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And one: Trevor Keels' career night, team distance shooting help Duke men's basketball rout Pittsburgh

Trevor Keels stole the show against Pittsburgh, putting up a career-high 27 points.
Trevor Keels stole the show against Pittsburgh, putting up a career-high 27 points.

After every Duke men's basketball game, the Blue Zone brings one player, one word and one stat. With Duke's blowout of Pittsburgh in the rearview, here's our breakdown:

One player: Trevor Keels

Blue Devil fans beware: Keel Mode has returned. After a long stretch of games between his dominant performance against Kentucky and the road finale against Pittsburgh, Trevor Keels finally toppled the career-high of 25 points he set for himself back in November, putting up 27 in impressive fashion. In 34 minutes on the floor, the freshman shot 10-of-15 overall from the field, including 5-of-8 from 3-point range. After some early-season struggles from distance that saw Keels shooting below 30%, a nice run since returning from his brief injury has allowed him to shoot all the way back up to 34%. Coming into the season touted as one of the best shooters on the team, the first day of March was the perfect day to rediscover his form.

On the defensive side, Keels was just as impressive. Facing a small Pittsburgh team, Keels was able to come away with a steal and no fouls, both crucial to helping Duke keep the big lead. Along with help from other Blue Devils, Pittsburgh guards Femi Odukale and Ithiel Horton, who both average over 10 points per game, were held to five and seven points respectively, combining for 5-of-15 from the field. Trevor Keels and the rest of the Blue Devils are hitting their stride at just the right time to make a potential push into the later rounds of the tournament.

One word: Bench

The most surprising thing about this year’s team has been the depth on the roster. The productive minutes that rotation pieces like Joey Baker, Theo John and especially Jeremy Roach in his new role have given to the team have been incredible. On any given night, a different player will step up. Baker can hop on the court and get hot from three, John can slam down a few lobs and Roach can facilitate offense as well as anyone else on the team.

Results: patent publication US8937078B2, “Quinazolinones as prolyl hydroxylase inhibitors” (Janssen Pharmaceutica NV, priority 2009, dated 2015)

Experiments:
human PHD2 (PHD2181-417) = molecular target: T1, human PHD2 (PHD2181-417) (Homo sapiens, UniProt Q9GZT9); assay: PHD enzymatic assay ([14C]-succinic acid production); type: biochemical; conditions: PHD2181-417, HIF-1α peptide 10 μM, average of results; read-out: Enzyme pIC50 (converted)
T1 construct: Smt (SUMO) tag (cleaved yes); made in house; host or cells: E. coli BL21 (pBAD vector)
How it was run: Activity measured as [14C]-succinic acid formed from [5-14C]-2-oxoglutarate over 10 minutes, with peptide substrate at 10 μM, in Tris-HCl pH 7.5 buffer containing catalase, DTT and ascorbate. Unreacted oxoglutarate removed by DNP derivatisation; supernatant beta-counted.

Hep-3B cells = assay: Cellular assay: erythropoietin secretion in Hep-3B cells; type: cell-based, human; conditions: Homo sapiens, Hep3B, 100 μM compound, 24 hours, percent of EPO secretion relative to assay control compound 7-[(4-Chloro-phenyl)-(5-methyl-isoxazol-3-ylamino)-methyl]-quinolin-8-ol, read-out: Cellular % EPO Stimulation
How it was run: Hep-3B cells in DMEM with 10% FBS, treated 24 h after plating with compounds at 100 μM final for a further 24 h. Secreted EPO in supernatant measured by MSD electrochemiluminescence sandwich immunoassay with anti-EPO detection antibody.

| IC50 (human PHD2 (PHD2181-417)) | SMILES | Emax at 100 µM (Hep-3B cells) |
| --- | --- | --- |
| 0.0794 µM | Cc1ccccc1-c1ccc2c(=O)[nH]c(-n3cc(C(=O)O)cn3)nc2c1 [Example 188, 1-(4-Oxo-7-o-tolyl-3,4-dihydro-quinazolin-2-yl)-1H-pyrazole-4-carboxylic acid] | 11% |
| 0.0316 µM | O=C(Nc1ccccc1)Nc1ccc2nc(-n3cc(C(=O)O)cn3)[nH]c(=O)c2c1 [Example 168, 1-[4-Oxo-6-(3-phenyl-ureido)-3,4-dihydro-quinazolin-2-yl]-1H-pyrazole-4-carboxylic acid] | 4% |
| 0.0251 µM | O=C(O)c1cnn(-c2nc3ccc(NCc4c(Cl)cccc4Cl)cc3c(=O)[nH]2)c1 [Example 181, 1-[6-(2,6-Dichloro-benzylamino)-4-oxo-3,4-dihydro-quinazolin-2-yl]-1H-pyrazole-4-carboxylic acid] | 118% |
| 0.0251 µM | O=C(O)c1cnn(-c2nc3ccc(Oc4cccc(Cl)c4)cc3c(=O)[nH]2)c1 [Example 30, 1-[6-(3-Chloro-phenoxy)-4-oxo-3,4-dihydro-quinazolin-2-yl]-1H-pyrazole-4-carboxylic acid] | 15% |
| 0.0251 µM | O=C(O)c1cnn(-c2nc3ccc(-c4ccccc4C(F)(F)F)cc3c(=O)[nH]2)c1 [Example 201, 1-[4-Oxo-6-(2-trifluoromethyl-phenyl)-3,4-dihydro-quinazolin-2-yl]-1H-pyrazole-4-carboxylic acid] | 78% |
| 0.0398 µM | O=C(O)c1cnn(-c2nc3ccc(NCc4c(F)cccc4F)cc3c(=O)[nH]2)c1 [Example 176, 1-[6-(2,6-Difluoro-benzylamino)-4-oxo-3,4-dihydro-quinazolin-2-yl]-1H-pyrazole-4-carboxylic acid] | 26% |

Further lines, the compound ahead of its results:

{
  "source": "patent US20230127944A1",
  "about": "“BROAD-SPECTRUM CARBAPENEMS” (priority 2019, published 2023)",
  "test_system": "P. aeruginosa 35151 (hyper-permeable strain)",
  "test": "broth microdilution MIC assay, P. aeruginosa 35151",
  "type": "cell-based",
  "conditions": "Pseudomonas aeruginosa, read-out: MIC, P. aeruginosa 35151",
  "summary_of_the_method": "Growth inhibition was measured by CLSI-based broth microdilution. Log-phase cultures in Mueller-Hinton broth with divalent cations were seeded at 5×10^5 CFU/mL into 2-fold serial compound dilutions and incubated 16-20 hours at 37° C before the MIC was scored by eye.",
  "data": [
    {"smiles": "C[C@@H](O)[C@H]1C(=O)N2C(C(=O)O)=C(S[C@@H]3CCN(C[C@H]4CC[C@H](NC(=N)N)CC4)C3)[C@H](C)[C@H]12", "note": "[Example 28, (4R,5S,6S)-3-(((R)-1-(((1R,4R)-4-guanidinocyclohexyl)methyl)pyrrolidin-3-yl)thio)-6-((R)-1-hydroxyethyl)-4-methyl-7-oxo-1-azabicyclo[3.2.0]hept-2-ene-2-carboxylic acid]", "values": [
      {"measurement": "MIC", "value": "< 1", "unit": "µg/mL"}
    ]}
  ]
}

Tuesday, however, was a different story. Most of the minutes those three guys got were disappointing. Roach still dished out three assists and helped lock down the game on defense, but going 2-of-6 in 24 minutes slowed down the team. Baker hit a three in the game, but other than that, he turned the ball over once and committed two fouls, not adding much else to his box score. John was crucial in bringing down some rebounds, taking down three compared to Mark Williams’ two, doing so in half the minutes. However, his four fouls in his 13 minutes on the floor put the team in a tough spot. 

While it didn’t prevent Duke from dominating Tuesday, the bench has to do more with their minutes. Players that can step in for your stars and make it seem as though the team does not miss a beat are a staple of any true contender. This game was tough for Duke’s reserves, but don’t get it twisted; any one of those players has the ability to take over for stretches, and they should never be counted out as important pieces on this team. 

One stat: 50% from three

This is a stat that is very easy to get excited about. For the second straight game, Duke has hit over 10 threes, and for the third-straight game, they have shot at over 41% from beyond the arc. Duke currently sits ranked 25th out of 350 Division I men’s basketball teams in 3-point percentage at 37.7%. This team has got some serious shooters.

Tuesday put that shooting depth on display. Five different Blue Devils connected from distance, allowing the team to go 11-of-22. They did all of that with AJ Griffin, arguably the best shooter in the country, going just 1-of-3, and Jeremy Roach, a player who shoots 33% on the season, going 0-of-3. If either of them shoots their season average against Pittsburgh, the deficit could’ve been even worse for the Panthers. As the team starts gathering itself for tournament season, the flamethrowers being on is a terrifying sight for opponents. For the Duke faithful, this team is finding its identity at the perfect time. 


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